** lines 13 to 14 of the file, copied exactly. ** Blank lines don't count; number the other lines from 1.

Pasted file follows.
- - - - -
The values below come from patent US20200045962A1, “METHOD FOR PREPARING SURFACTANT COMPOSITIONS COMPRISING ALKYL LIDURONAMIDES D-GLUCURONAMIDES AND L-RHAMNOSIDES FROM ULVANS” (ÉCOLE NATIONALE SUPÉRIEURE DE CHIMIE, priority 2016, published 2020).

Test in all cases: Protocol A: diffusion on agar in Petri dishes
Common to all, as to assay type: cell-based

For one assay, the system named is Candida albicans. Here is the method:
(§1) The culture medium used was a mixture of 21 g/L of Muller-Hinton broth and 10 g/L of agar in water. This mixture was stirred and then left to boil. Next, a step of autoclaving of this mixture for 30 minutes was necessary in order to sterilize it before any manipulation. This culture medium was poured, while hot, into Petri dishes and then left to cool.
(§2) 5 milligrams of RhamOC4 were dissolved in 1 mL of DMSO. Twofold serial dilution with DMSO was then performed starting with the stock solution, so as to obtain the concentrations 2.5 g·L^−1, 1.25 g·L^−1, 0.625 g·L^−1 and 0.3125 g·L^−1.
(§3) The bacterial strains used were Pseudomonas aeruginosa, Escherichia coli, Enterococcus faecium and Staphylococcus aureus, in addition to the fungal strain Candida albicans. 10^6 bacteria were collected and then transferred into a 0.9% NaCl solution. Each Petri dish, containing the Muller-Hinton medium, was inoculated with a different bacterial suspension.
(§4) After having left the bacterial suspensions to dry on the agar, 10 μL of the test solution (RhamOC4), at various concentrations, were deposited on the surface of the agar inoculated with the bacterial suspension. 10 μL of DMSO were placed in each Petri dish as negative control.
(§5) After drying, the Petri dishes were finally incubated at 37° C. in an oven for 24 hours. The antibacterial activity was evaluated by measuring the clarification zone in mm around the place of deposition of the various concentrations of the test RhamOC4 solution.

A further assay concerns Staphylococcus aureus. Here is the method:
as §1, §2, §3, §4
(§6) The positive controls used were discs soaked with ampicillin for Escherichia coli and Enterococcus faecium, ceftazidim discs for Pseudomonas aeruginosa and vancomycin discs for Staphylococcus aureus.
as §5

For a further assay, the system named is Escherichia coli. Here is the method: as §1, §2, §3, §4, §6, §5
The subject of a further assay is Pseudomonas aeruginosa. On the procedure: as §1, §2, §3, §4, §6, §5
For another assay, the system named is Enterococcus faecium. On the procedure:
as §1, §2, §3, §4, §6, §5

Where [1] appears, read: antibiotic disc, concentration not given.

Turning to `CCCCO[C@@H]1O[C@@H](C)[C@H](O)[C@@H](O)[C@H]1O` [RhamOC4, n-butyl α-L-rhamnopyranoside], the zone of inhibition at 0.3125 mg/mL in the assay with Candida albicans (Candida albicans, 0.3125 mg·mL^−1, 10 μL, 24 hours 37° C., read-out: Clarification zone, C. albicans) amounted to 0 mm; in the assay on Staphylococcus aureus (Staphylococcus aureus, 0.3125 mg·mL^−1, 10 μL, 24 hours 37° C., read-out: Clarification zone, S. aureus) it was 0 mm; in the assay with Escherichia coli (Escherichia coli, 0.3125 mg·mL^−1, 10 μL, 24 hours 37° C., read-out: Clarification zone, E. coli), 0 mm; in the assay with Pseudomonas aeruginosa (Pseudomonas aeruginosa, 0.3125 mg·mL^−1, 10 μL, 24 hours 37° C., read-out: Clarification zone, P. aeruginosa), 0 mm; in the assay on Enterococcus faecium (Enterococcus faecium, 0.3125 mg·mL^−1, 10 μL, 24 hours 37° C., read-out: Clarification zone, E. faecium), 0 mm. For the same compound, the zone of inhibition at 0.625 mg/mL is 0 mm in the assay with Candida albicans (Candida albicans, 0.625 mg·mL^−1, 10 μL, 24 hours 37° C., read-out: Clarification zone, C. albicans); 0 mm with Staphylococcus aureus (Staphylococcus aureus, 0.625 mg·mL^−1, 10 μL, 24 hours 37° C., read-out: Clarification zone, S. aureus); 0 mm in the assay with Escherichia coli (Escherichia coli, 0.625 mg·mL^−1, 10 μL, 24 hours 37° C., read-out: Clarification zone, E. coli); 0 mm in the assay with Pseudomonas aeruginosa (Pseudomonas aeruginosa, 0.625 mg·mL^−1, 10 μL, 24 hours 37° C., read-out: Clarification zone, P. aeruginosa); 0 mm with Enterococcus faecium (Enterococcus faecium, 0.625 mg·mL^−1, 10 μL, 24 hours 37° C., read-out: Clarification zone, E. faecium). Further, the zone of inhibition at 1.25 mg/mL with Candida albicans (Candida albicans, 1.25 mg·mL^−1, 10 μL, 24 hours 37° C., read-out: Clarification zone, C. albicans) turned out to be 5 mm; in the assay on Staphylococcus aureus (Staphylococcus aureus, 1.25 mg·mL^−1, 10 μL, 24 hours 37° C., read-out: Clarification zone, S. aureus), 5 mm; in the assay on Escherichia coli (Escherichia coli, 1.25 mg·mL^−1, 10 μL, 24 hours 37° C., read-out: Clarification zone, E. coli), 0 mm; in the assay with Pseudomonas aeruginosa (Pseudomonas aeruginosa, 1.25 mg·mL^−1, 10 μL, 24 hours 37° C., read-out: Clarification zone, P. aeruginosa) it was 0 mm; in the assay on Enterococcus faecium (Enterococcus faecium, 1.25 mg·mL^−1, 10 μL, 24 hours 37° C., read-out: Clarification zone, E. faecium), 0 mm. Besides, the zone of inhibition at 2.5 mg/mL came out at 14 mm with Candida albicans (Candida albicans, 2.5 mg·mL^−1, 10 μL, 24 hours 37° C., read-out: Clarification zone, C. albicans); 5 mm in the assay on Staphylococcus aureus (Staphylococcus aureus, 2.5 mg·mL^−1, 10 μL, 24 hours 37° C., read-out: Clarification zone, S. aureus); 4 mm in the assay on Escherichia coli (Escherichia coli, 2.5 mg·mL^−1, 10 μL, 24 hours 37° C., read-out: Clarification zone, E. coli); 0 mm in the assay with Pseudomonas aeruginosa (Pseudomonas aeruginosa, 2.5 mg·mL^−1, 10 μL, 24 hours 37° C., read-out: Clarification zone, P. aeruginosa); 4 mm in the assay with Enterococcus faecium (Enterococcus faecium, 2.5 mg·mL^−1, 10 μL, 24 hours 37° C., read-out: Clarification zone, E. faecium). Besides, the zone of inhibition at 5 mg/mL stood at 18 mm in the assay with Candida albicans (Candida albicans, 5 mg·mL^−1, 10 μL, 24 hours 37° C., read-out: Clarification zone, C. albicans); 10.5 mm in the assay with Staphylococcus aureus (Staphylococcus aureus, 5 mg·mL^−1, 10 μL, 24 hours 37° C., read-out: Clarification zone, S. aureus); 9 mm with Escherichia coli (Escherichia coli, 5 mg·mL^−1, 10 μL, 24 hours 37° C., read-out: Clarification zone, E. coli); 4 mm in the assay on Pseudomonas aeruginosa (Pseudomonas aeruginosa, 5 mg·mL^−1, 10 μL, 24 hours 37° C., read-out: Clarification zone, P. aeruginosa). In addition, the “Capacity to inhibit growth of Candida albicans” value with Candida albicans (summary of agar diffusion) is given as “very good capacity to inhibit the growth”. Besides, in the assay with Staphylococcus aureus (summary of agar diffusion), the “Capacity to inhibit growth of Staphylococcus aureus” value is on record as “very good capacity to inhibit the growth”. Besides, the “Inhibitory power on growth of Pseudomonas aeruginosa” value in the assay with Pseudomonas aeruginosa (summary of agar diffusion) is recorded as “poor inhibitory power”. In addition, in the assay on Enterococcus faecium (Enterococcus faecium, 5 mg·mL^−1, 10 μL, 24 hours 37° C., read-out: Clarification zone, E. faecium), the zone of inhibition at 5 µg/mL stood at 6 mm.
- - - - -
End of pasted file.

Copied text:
as §5

For a further assay, the system named is Escherichia coli. Here is the method: as §1, §2, §3, §4, §6, §5